Three killed, 360,000 without power as freak storm hits Ireland
Huge waves strike the harbour wall and lighthouse at Porthcawl, South Wales, on October 16, 2017 as Storm Ophelia hits the UK and Ireland. Ireland was hit by an "unprecedented storm" on Monday that left two people dead, 120,000 homes and businesses without power and closed every school in the country. The storm also sent strong winds over the southwest of England and the south and west of Wales. (Geoff CADDICK / AFP)
(AFP) - Ireland was hit by what officials called an "unprecedented storm" on Monday that left three people dead, more than 300,000 customers without power and shut down schools as well as government offices.
A police spokesman said one woman in her 50s was killed outside the village of Aglish, near the south coast, when a tree fell on her car. A female passenger in her 70s suffered non-life-threatening injuries.
One man died in an accident while he was clearing a fallen tree with a chainsaw near the town of Cahir, about 35 kilometres (22 miles) further inland.
And the third victim was a man killed on the roads by a falling tree north of Dundalk in the northeast, close to the border with Northern Ireland, police said in a statement.
Ophelia, the largest hurricane ever recorded so far east in the Atlantic Ocean and the furthest north since 1939, was downgraded to a storm before it hit the Irish coast but nonetheless wrought havoc.
"It will still however bring violent and destructive winds for a time," Met Eireann, the Irish National Meteorological Service, said on Monday.
Flooding was also expected "due to either heavy thundery downpours or storm surges in coastal areas," the service said after issuing a red alert for the whole country.
Winds reached 191 kilometres (119 miles) per hour at Fastnet Rock, Ireland's southernmost point, while the strongest winds recorded onshore were 156 kph (97 mph) at the entrance to Cork Harbour in the southwest.
Seventeen millimetres of rain fell at Valentia on the southwest coast, including nine millimetres (third of an inch) in one hour.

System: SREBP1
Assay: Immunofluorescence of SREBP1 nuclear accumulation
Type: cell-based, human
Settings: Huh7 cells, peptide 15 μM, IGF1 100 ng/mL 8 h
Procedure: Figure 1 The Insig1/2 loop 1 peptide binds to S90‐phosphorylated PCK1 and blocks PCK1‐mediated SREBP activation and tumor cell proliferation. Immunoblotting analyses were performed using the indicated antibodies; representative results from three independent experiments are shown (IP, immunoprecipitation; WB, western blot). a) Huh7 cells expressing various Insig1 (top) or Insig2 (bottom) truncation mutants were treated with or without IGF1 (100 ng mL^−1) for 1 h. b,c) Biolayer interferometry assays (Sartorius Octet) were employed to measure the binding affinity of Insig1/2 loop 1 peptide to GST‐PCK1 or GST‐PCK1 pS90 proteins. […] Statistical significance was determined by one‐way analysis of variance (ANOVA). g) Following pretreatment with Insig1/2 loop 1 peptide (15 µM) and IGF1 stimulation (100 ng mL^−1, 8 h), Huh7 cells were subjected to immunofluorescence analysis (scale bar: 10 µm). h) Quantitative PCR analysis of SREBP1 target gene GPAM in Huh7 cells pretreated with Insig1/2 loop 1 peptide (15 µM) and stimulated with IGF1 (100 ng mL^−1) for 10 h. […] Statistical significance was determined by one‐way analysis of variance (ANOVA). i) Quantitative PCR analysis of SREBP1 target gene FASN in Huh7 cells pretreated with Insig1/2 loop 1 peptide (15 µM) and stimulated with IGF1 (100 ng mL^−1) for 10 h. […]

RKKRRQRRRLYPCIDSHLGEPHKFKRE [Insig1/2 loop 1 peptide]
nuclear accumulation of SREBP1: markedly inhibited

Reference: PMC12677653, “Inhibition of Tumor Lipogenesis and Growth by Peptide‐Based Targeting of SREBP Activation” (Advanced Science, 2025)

The Electricity Supply Board said 330,000 customers were without power, due to more than 3,200 individual faults on the network.
- PM says stay indoors -
"We can predict that it will take a number of days to restore power to all customers. Five to 10 per cent of this number will be without power for up to 10 days," it said.
Dublin Airport scrapped 180 flights while Cork Airport cancelled most flights in what it said was the worst storm seen in its 56-year history. Meanwhile several services to and from Shannon, the third-biggest airport, were also grounded.
Across the border in Northern Ireland, Belfast airport also saw extensive delays and cancellations.
Power cuts affected 18,000 customers in Northern Ireland, after power lines and poles came down due to strong winds and flying debris, supplier NIE Networks said.
"Stay indoors wherever you are until the storm has passed," Prime Minister Leo Varadkar said in comments to reporters.
"I don't want anyone to think that this is anything other than a national emergency and a red alert."
The Department of Education closed all schools, colleges and other education institutions on Monday due to the "unprecedented storm", with minister Richard Burton saying schools would remain closed on Tuesday.
Government offices were also shut.
Ireland's top football team Cork City were hit when their stadium roof collapsed, the day before they hoped to seal the league title at their Turners Cross ground.
The eye of the storm is forecast to track across Northern Ireland and then Scotland.
Though it will weaken as it goes, gusts are expected to reach 80 mph (129 kph) in the UK.
Britain's Met Office issued amber severe weather warnings for Northern Ireland, Wales, and southern Scotland, saying power cuts, transport disruption, flying debris and large waves were likely.
"This leads to the potential for injuries and danger to life," the national weather service said.
The fringes of the storm turned the hitherto sunny afternoon skies over London a murky shade of brown-orange, due to the southerly warm winds bringing dust from the Sahara Desert.
Ophelia came 30 years to the day after the Great Storm, which ravaged southern England in the early hours of October 16, 1987, leaving 18 people dead.
- Hurricane season -
Ophelia is the 15th named storm of the 2017 Atlantic season, which is expected to last until the end of November.
Three major hurricanes -- Harvey, Irma and Maria -- caused catastrophic damage in the Caribbean and the US Gulf Coast.
Ophelia was classed Category 3 on Saturday as it passed near Portugal's Azores islands, which means it packed winds of at least 178 kilometres per hour.
Though seven of the nine islands in the Azores were on high alert, the storm did not cause major damage.
© Agence France-Presse